Many car-buyers nowadays are switching from wagons, sedans, and minivans to the high-riding crossovers and SUVs. Switching to these crossovers and SUVs has created a lot of buyer confusion. As a result, many potential buyers are contacting an auto broker or auto concierge service to help explain these differences and to help determine which vehicle is best for them.
Most new car manufacturers offer crossovers and SUVs, so there are plenty of options to consider. So many options in fact that it can be overwhelming. Contact an auto concierge service or an auto broker in Los Angeles to help explain the differences between the two. Though most models for this segment come with either all-wheel drive (AWD) or four-wheel drive (4WD), and to many, these terms are interchangeable. However, that is incorrect. They are not the same. All-wheel drive and four-wheel drive vehicles don’t drive the same, nor can they be driven equally on the same surfaces. An auto concierge in Los Angeles can guide you through how and when each vehicle type can be driven. The auto concierge will recommend which vehicle type is best for you based on your specific needs.
Auto Broker In Los Angeles: AWD vs. 4WD
Even though all-wheel drive and four-wheel drive vehicles each gain power to its four wheels from the engine, how the power gets to each system is significantly different. Which one you choose often has a substantial effect on your fuel efficiency, the weight it can carry, and the kinds of terrains it can run on. Let’s dive in deeper to understand both systems. Hopefully, the explanation of each below will clear up any confusion. If not, you can contact an auto broker in Los Angeles or, better yet, contact Open Road Auto Concierge for the professional guidance you need.
What Is Four-Wheel Drive (4WD)?
Often referred to as a four-by-four (4X4), the 4WD system is most frequently associated with vehicles designed and built to be able to handle rougher, unpaved terrains not seen on typical roads. Four-wheel drive vehicles such as the Jeep Wrangler is built to scale extreme conditions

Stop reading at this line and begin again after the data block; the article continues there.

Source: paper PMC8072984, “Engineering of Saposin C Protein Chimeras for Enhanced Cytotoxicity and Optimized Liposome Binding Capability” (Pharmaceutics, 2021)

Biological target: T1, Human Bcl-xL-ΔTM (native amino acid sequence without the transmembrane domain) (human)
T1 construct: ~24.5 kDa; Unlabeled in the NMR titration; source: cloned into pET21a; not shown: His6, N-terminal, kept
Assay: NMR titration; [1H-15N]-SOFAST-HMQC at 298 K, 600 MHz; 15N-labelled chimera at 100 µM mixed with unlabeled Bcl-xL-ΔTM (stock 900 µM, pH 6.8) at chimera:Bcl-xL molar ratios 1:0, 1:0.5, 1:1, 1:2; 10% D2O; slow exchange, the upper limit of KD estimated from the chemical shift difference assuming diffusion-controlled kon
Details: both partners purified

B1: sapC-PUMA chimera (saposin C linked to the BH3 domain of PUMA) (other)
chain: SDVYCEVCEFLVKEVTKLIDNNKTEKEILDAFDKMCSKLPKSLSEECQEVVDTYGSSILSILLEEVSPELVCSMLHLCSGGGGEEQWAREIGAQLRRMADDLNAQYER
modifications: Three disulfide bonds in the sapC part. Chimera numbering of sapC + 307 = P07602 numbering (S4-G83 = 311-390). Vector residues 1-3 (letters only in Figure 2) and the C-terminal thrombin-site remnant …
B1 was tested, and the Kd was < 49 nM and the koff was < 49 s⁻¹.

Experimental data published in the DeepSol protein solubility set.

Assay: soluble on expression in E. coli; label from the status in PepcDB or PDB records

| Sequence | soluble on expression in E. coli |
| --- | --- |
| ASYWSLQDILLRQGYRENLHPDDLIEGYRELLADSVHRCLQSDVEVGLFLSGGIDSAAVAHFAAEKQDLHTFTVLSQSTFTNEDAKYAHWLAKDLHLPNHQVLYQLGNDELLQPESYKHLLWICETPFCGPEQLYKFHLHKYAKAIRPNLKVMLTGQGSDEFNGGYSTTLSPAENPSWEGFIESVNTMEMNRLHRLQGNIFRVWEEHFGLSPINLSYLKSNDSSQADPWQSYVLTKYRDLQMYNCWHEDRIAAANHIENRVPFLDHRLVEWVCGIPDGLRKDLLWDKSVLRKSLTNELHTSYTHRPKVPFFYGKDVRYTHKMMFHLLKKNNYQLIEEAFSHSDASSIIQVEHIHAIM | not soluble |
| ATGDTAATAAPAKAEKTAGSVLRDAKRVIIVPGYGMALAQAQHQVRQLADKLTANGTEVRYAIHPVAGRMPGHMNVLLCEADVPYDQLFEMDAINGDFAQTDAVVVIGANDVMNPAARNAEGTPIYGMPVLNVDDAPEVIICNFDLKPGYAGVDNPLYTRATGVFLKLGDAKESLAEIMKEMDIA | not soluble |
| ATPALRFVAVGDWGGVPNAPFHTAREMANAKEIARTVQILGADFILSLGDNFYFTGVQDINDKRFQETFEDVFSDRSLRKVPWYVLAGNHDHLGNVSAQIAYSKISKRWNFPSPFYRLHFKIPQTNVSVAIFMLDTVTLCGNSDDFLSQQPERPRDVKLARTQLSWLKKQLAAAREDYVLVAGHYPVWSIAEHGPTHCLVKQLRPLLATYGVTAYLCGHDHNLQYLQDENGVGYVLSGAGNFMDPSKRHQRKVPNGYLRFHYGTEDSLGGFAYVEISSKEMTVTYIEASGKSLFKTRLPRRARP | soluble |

With a 4WD, the system sends power to all four wheels in equal amounts without controlling the delivery, and each wheel spins at the same rate as the others. This equal power split is great for maneuvering through robust pathways. The equal power to each wheel helps create traction in extreme conditions. However, it doesn’t do quite as well on pavements, making basic tasks like turning around much more complicated than they should be. If the 4WD system is engaged while driving on dry pavement, it could damage the system.
What Is All-Wheel Drive (AWD)?
All-wheel drive as a system is a much more novel innovation, and although considered to be more complicated, it is also more user-friendly. Where 4WD aims to give each wheel equal power, AWD varies the amount of power that goes to each wheel, and this system remains active throughout.
Though it isn’t as robust as 4WD in terms of acute power or off-road capabilities, it is better suited for all types of weather and can function well on the pavement. The transfer of power to each wheel occurs automatically to optimize traction, thus improving safety while driving on slippery surfaces. The driver doesn’t feel the power transfer to each wheel while driving either. Unlike 4WD, the AWD system doesn’t need to be manually engaged. All-wheel drive is all the time. Few people engage in extreme off-roading; therefore, all-wheel-drive functionality makes it much more attractive for regular car buyers who want the safety benefits, but who are not trying to head out on an extreme adventure.
That being said, there are still pros and cons to each system. The pros and cons depend on intended usage, maintenance, and cost. So, if you are unsure about which system to choose, you may want to get the help of a car-buying service, such as Open Road Auto Concierge, who can offer you expert advice.